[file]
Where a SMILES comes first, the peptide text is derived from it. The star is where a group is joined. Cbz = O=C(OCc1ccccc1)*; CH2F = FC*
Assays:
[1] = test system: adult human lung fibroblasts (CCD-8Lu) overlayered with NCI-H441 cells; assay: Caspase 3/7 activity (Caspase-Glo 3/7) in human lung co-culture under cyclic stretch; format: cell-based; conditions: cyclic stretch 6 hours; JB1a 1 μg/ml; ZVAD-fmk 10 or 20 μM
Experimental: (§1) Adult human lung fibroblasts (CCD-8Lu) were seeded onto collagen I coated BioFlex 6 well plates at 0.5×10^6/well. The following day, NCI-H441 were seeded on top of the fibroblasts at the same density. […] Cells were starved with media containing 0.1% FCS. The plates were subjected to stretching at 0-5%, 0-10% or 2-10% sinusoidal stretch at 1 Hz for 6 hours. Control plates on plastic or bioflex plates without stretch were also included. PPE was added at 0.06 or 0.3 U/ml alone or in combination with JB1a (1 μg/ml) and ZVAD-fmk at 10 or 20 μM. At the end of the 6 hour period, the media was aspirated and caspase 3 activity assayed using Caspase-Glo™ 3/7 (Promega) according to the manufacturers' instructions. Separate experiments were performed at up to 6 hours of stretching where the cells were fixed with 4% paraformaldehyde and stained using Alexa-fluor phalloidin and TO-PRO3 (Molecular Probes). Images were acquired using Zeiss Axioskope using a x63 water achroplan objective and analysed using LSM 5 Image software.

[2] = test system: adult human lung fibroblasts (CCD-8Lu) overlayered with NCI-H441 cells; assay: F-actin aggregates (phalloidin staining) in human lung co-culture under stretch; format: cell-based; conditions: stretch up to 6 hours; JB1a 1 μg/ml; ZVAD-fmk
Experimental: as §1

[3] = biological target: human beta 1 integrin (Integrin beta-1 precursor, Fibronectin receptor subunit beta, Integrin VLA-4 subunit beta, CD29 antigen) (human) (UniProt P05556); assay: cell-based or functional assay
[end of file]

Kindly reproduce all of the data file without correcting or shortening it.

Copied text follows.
Where a SMILES comes first, the peptide text is derived from it. The star is where a group is joined. Cbz = O=C(OCc1ccccc1)*; CH2F = FC*
Assays:
[1] = test system: adult human lung fibroblasts (CCD-8Lu) overlayered with NCI-H441 cells; assay: Caspase 3/7 activity (Caspase-Glo 3/7) in human lung co-culture under cyclic stretch; format: cell-based; conditions: cyclic stretch 6 hours; JB1a 1 μg/ml; ZVAD-fmk 10 or 20 μM
Experimental: (§1) Adult human lung fibroblasts (CCD-8Lu) were seeded onto collagen I coated BioFlex 6 well plates at 0.5×10^6/well. The following day, NCI-H441 were seeded on top of the fibroblasts at the same density. […] Cells were starved with media containing 0.1% FCS. The plates were subjected to stretching at 0-5%, 0-10% or 2-10% sinusoidal stretch at 1 Hz for 6 hours. Control plates on plastic or bioflex plates without stretch were also included. PPE was added at 0.06 or 0.3 U/ml alone or in combination with JB1a (1 μg/ml) and ZVAD-fmk at 10 or 20 μM. At the end of the 6 hour period, the media was aspirated and caspase 3 activity assayed using Caspase-Glo™ 3/7 (Promega) according to the manufacturers' instructions. Separate experiments were performed at up to 6 hours of stretching where the cells were fixed with 4% paraformaldehyde and stained using Alexa-fluor phalloidin and TO-PRO3 (Molecular Probes). Images were acquired using Zeiss Axioskope using a x63 water achroplan objective and analysed using LSM 5 Image software.

[2] = test system: adult human lung fibroblasts (CCD-8Lu) overlayered with NCI-H441 cells; assay: F-actin aggregates (phalloidin staining) in human lung co-culture under stretch; format: cell-based; conditions: stretch up to 6 hours; JB1a 1 μg/ml; ZVAD-fmk
Experimental: as §1

[3] = biological target: human beta 1 integrin (Integrin beta-1 precursor, Fibronectin receptor subunit beta, Integrin VLA-4 subunit beta, CD29 antigen) (human) (UniProt P05556); assay: cell-based or functional assay